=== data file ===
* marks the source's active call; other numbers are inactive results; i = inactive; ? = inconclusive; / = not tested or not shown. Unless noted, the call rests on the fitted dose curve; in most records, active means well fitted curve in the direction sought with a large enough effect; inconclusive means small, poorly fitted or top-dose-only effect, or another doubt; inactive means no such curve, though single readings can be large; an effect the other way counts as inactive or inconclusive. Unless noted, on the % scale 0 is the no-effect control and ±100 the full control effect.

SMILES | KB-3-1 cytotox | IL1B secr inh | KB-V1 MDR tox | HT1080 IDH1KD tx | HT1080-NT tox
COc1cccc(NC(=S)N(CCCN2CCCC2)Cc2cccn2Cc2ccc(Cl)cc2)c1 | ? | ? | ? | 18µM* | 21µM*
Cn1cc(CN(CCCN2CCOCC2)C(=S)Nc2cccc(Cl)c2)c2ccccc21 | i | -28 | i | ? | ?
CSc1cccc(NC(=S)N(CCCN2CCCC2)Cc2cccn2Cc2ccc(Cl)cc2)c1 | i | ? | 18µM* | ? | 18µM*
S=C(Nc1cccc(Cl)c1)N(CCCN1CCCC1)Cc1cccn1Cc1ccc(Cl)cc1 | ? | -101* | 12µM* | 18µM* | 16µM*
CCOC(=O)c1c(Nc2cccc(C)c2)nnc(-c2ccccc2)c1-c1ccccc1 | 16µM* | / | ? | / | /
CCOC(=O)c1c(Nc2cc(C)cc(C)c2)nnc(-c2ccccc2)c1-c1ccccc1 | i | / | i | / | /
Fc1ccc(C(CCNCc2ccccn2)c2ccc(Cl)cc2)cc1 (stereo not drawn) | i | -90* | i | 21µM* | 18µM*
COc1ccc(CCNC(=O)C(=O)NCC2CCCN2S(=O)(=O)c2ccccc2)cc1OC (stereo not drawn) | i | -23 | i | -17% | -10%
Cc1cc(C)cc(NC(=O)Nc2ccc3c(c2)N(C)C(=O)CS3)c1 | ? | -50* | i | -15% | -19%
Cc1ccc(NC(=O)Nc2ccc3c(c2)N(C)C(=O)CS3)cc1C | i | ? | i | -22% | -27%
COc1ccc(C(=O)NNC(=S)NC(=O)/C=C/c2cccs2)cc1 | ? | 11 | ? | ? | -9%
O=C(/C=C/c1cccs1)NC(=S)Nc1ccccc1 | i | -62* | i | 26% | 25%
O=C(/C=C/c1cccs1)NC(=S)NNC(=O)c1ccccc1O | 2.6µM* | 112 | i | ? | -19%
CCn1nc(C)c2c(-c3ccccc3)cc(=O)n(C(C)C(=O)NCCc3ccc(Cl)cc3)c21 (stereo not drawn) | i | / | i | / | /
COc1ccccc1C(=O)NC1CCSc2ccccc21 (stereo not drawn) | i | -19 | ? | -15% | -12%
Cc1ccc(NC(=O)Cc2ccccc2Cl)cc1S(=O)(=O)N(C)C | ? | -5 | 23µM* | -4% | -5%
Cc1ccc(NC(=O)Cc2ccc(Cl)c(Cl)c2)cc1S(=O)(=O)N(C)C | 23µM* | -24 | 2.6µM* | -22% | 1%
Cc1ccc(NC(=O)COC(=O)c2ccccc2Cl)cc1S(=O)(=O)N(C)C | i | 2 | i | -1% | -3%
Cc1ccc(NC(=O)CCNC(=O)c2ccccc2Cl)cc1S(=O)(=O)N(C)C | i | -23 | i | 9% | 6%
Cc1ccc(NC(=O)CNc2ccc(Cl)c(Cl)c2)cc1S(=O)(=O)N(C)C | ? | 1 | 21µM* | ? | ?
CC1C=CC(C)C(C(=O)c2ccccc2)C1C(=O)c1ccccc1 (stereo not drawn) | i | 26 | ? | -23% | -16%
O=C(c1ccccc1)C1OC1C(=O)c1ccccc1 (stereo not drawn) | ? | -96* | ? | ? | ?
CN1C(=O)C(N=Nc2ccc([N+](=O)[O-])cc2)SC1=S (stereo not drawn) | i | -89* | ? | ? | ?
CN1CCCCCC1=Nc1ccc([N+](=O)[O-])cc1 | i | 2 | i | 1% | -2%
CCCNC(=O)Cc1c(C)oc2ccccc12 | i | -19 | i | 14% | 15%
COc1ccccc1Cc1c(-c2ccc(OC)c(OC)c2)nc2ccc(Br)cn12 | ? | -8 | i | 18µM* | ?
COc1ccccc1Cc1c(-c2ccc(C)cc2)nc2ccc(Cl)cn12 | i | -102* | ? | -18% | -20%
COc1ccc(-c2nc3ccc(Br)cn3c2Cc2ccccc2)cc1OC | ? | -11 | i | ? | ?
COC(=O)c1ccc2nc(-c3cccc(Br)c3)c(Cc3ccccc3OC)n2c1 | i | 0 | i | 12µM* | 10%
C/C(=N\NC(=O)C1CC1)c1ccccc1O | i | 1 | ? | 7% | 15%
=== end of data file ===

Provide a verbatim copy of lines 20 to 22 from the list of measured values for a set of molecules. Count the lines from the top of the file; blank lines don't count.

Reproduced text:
Cc1ccc(NC(=O)COC(=O)c2ccccc2Cl)cc1S(=O)(=O)N(C)C | i | 2 | i | -1% | -3%
Cc1ccc(NC(=O)CCNC(=O)c2ccccc2Cl)cc1S(=O)(=O)N(C)C | i | -23 | i | 9% | 6%
Cc1ccc(NC(=O)CNc2ccc(Cl)c(Cl)c2)cc1S(=O)(=O)N(C)C | ? | 1 | 21µM* | ? | ?